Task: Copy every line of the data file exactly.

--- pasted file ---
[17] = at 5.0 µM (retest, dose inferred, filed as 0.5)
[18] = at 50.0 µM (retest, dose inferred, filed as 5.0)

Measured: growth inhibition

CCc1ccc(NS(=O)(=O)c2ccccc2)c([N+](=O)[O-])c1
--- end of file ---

[17] = at 5.0 µM (retest, dose inferred, filed as 0.5)
[18] = at 50.0 µM (retest, dose inferred, filed as 5.0)

Measured: growth inhibition

CCc1ccc(NS(=O)(=O)c2ccccc2)c([N+](=O)[O-])c1